Green GDP metrics, renewables-powered coal ports, and all the big green business stories from around the world this week
IEA indicates it could make its data publicly available
The International Energy Agency (IEA) is reportedly keen to respond to calls from academics and campaigners for it to scrap its paywall and make all its energy and emissions-related data open to the public.
Media reports this week suggest the Paris-based agency is considering moving to making its data open source, following an open letter last year from a group of leading academics that argued that the think tanks paywalls were making it difficult for researchers to track the progress of the global energy transition and the response to the climate crisis.
Critics argued that given the agency is primarily funded by governments its data sets should be made publicly available.
Responding to the calls late last year, the IEA’s executive director Fatih Birol reportedly said that he was “hopeful that we may be able to find a creative solution with the support of several members and large philanthropists that could permit us to make it a public good, in the interests of boosting market transparency and promoting good energy/climate decision making”.
The move would have to secure approval from member countries, but with the next ministerial meeting slated for the first week of February observers are hopeful the data could be made public in the coming months.
The long-running row over whether or not nuclear and gas-related projects should be classified as ‘green’ under the EU’s planned sustainable investment taxonomy reignited on New Year’s Eve, after the European Commission released long-delayed technical rules on its green investment guidebook to diplomats that retained controversial proposals to classify nuclear and gas projects as ‘green’, as long as certain conditions are met.
The draft plans, which were presented just hours before a deadline expired, immediately sparked a major row between those member states that maintain nuclear and gas have a critical role to play in the net zero transition and those that fear that classifying them as ‘sustainable’ investments amounts to ‘greenwashing’ that would undermine the wider sustainable investment market.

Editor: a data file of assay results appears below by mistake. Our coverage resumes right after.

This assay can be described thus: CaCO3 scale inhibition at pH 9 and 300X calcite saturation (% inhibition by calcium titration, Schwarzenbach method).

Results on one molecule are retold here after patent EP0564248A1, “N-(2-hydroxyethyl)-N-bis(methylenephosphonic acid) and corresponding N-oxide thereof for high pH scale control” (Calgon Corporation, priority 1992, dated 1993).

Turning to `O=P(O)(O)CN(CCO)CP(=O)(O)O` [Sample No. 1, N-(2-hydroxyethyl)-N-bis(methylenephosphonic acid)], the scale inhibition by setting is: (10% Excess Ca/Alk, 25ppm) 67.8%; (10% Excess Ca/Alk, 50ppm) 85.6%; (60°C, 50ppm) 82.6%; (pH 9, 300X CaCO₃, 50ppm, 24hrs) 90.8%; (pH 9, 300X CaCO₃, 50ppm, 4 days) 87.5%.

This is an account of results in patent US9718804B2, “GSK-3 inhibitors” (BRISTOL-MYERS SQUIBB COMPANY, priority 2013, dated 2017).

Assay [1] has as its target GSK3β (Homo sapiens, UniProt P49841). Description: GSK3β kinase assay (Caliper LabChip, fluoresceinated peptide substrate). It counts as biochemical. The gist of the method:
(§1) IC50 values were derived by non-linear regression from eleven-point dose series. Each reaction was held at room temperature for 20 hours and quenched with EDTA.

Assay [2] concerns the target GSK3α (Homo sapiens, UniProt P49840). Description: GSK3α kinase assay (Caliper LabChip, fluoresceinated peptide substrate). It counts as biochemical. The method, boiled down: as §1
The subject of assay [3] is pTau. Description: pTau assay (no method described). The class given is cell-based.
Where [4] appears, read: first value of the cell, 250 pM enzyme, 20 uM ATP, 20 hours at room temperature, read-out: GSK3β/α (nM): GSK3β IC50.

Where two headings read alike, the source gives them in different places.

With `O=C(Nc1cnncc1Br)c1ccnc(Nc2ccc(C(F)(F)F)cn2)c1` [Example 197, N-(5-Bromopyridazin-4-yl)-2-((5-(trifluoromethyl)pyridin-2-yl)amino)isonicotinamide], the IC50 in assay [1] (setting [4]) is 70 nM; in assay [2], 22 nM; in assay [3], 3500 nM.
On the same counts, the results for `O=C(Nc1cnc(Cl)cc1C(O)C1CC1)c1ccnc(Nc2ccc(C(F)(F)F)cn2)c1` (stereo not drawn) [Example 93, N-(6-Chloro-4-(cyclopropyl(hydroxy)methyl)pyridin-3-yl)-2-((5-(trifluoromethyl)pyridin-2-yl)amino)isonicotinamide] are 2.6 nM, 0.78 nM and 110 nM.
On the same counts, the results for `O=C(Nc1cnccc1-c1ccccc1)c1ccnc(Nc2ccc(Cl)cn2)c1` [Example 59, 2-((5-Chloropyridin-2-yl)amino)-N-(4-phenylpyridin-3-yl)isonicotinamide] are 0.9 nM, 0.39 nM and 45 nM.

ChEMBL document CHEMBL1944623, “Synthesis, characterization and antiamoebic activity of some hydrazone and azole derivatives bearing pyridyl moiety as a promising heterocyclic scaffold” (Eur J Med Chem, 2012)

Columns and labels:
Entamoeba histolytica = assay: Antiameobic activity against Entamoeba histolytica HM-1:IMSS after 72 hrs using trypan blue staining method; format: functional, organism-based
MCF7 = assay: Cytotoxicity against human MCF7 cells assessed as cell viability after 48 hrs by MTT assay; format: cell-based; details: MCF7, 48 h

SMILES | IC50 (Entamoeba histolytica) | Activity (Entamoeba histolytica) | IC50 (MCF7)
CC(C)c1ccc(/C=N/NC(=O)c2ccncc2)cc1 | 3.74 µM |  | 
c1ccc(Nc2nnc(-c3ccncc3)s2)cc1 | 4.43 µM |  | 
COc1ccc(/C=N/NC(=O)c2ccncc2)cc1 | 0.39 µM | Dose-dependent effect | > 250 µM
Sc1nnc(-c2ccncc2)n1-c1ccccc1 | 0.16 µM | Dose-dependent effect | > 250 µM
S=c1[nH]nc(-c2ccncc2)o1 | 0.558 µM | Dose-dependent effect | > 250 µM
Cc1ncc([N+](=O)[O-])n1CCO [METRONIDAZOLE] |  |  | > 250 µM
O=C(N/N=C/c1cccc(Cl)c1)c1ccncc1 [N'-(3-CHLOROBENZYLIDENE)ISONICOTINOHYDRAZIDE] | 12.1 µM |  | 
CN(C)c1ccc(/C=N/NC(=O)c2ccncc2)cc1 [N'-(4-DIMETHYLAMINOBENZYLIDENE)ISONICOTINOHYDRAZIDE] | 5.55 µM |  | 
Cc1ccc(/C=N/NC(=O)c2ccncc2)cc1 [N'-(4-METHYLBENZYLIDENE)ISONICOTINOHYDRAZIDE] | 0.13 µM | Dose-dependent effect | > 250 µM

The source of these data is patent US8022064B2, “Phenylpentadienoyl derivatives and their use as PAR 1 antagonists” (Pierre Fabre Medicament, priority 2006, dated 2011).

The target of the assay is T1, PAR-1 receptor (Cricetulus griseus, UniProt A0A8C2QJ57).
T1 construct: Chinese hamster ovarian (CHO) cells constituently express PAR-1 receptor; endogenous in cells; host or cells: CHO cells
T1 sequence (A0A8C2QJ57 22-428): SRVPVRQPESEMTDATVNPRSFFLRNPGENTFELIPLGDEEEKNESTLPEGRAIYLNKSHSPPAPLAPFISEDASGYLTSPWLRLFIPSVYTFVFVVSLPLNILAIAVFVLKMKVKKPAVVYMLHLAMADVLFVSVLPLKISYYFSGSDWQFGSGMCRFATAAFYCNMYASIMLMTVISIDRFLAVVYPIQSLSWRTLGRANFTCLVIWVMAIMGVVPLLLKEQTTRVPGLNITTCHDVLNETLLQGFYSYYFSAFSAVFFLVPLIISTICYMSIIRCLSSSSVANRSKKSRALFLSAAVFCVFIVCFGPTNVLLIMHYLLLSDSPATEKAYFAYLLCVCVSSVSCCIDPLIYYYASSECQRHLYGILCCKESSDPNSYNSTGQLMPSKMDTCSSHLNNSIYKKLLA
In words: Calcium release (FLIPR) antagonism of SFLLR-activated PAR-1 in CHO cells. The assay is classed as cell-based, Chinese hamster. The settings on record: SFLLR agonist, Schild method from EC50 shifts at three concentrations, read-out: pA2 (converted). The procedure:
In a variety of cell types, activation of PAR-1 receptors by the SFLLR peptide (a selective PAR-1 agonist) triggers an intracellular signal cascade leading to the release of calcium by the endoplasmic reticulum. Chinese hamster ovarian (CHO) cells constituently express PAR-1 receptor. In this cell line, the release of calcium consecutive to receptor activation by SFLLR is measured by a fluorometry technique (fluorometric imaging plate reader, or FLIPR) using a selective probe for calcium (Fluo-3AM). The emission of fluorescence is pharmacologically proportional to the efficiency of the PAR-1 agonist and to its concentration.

Reports suggested opponents of the draft plans do not have the supermajority required to block them, given pro-nuclear states such as France and the Czech Republic are insistent nuclear should be included, while the bloc of Eastern European states want to see investment in gas as a ‘bridge fuel’ to help them reduce their reliance on gas power.
However, Austria’s government reiterated its threat to sue the Commission if the plans are approved, while Germany’s new Economy and Climate Action minister Robert Habeck warned the plans “water down the good label for sustainability”.
Giant Australian coal port unveils plan to source 100 per cent renewable power
It is unlikely to secure too many plaudits from environmental campaigners, but the world’s largest coal port has this week announced plans to switch to renewable power for running its own operations.
The Port of Newcastle in Australia said the move would support its plans to decarbonise the business by 2040 and increase the non-coal portion of its business so that coal only makes up half its revenues by 2030.
The company confirmed this week it has signed a power purchase agreement (PPA) with energy giant Iberdrola, which will see it source renewable power from the Bodangora wind farm near Dubbo in New South Wales. The power will be used, in part, to charge up the port’s fast expanding electric vehicle fleet.
The port’s chief executive, Craig Carmody, stressed that the company was committed to curbing its reliance on coal shipments. Speaking to the Guardian, he acknowledged the Port of Newcastle’s title as the largest coal port in the world “isn’t as wonderful as it used to be”.
“I would prefer to be doing this now while we have control over our destiny, while we have revenue coming in, than in a crisis situation where our revenue has collapsed and no one will lend us money,” he said. “We get 84 cents a tonne for coal shipped through our port. We get between $6 and $8 for every other product. You can see where I’d rather have my money.”